By ANAHAD O'CONNOR For people who are extremely overweight and likely to develop diabetes, surgery may be the best form of prevention. A new study shows that weight-loss surgery not only produced sustained weight loss in obese men and women but substantially reduced their odds of developing Type 2 diabetes. Over the course of a roughly 15-year period, those who had one of three types of bariatric procedures were 80 percent less likely to develop the disease than people who tried losing weight with diet and exercise advice from their doctors. In fact, those who had the worst blood sugar levels at the start of the study, putting them in a high-risk category called prediabetes, benefited the most from surgery. Their risk of becoming diabetic fell by nearly 90 percent. “The message is that bariatric surgery works,” said Dr. Claude Bouchard, an author of the study and a professor at the Pennington Biomedical Research Center in Louisiana. “You can take people on their way to becoming diabetic, and you intervene with bariatric surgery and weight loss, and you have a very, very strong protective effect against Type 2 diabetes.” The findings add to a growing body of literature supporting bariatric surgery as a means for combating diabetes. This year, two studies showed that for people who are obese and already have diabetes, weight-loss surgery was more effective than drugs, diet and exercise in causing a remission of the disease. The new report, published on Wednesday in The New England Journal of Medicine, is the first large study to show a long-term preventive effect of surgery in people who are not yet diabetic but well on their way. Copyright 2012 The New York Times Company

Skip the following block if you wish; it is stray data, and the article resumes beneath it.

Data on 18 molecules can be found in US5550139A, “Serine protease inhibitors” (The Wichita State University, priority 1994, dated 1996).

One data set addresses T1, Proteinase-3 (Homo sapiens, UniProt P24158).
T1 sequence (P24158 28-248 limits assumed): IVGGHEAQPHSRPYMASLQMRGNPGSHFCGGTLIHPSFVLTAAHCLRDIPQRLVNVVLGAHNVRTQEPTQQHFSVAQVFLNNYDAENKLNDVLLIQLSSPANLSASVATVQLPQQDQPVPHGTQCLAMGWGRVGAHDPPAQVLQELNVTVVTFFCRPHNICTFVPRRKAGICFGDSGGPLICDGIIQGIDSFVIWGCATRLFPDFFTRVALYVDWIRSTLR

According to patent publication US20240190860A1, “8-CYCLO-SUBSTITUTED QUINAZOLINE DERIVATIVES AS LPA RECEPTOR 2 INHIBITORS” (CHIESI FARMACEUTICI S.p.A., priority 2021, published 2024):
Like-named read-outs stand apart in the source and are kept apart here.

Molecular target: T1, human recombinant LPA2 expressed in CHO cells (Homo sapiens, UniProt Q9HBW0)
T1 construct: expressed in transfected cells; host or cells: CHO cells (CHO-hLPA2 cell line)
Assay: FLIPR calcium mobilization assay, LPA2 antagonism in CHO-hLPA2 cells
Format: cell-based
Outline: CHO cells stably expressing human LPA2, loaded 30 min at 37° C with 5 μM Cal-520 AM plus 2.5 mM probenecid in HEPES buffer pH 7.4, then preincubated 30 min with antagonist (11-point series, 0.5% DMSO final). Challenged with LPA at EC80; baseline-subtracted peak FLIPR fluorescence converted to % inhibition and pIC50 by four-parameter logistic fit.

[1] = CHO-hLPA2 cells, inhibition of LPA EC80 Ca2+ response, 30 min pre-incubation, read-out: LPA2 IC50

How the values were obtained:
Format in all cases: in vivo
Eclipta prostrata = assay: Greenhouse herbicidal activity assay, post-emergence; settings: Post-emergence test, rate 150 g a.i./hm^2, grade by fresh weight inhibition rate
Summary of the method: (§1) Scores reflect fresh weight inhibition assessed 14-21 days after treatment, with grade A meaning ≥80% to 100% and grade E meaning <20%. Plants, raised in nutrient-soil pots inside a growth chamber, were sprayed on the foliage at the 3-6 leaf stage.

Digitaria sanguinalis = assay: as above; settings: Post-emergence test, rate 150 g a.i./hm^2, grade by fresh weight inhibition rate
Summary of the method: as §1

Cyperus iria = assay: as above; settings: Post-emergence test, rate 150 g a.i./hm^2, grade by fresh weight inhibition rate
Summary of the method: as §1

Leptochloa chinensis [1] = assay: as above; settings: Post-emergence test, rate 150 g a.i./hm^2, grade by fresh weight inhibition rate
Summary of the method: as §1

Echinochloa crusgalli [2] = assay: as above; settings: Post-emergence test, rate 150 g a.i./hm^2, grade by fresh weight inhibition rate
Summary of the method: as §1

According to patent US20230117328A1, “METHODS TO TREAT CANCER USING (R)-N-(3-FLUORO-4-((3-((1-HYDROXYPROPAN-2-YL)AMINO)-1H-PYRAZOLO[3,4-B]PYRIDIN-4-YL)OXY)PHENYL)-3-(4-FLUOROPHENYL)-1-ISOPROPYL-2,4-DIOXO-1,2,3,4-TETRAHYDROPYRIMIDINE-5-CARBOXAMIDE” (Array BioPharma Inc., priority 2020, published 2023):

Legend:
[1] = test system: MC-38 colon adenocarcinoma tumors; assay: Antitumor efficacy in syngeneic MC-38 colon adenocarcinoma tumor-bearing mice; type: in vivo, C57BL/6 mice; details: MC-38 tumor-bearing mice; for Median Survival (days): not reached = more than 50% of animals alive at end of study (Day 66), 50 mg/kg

Link ID: 17201 - Posted: 08.25.2012
By Melissa Dahl, NBC News You lost 15 pounds! And gained it back. And lost it! And gained it back. It's been this way for years, so long that you've begun to believe that you've mucked up your metabolism, not to mention your odds of ever taking that weight off permanently. But take heart, yo-yo dieters: A new study suggests that your history of gaining and losing, gaining and losing, actually doesn't screw up your metabolism, nor does it wreck your chances at future weight loss attempts. The new research, recently published in the journal Metabolism, provides some hopeful news for those who've tried a series of diet fads and serious programs -- Weight Watchers, paleo, cleanses -- only to put that weight right back on. Advertise | AdChoices "Just because you didn't reach or keep to a goal before doesn't mean you won't succeed if you try again," says Anne McTiernan, a researcher at Fred Hutchinson Cancer Research Center in Seattle, whose work is primarily concerned with how diet and exercise affect a person's cancer risk. Up to 40 percent of people in Westernized countries like the U.S. have a tendency toward weight cycling, as it's academically termed. Previous studies have turned up mixed findings on the ways our bodies and behavior changes after repeated periods of weight loss and gain. But it's a commonly held belief that yo-yo diets increase our likelihood of gaining weight over time. Still, few studies have been able to prove this, so McTiernan set out to do so. © 2012 NBCNews.com